Writer – Roger McKenzie, Bob Kanigher
Artist – Dick Ayers, Larry Hama
Inker – Romeo Tanghal, Bob Smith
Colours – Jerry Serpe
Letters – Shelly Leferman, Milt Snapinn
Ulysses Hazard, the man with the code name Gravedigger, is on a mission, but it is unlike any mission that he has had so far for this time it is against an ally, specifically the British. What is it though that could warrant such an assignment? What could be of such importance that Hazard would undertake such a duty against those who should be a friend? With multiple flashbacks by writer Roger McKenzie and artist Dick Ayers, the reader is treated to scenes where the German posing as the murdered British officer Major Birch, is ready to put his plan into action and it just so happens to involve Hazard and a bit of brainwashing. By the end of the story, one that is filled with suspense and action from beginning to end, Hazard is not the man that readers have come to know and admire, but a Nazi agent though he is unaware of it. The cliff-hanger alone makes reading the next issue a must as it is both unexpected and incredibly intriguing. The second story featured in this issue is claimed by The Bloody Red Baron, Germany’s own Enemy Ace. Having just received some news that strikes a chord within him, that being his father now on his deathbed, Hans Von Hammer is ready to rush home so that he might say goodbye to the man who taught him about honour and life, to not only the man he admires himself but to the man who raised him. Like all things in life, the doing of something in principle is always easier than in reality and as he makes his way through the skies, he encounters the enemy as they are about to take down a zeppelin. Though he is worried he may not make it home in time, duty calls and Von Hammer can do nothing but. The battle is fast and he makes short work of those who oppose him, all but one whose guns have jammed or run out of ammo. Not willing to shoot down a defenceless man, enemy or not, Von Hammer is willing to let him go until one of his countrymen take it upon themselves to do that which the Baron would not. Robert Kanigher who writes this tale gives his hero a dilemma – does he continue on his way to his destination or does he now go against his ally who has been shown to have no honour, thus postponing his trip even further. It leaves off at that moment and the reader can see how it tears at the flier, to be continued in the next issue. Altogether, this was a strong book, one filled with unexpected twists and turns that made for a very good read.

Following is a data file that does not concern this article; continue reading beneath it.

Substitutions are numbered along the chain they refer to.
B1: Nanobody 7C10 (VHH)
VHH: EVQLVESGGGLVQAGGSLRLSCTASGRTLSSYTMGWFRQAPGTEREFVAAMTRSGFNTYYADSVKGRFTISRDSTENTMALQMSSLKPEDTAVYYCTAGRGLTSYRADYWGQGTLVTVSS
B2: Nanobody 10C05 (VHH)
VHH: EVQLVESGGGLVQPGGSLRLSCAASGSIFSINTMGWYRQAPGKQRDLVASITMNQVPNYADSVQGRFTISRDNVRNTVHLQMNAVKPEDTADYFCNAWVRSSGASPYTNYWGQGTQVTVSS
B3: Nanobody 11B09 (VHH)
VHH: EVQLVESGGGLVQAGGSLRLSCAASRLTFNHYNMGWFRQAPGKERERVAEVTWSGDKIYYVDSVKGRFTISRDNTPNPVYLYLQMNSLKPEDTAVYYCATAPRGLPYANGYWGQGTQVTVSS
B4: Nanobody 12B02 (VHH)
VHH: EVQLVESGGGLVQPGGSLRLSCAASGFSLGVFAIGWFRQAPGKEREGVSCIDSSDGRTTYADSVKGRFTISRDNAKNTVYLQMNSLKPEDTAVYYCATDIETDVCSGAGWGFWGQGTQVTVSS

4 out of 5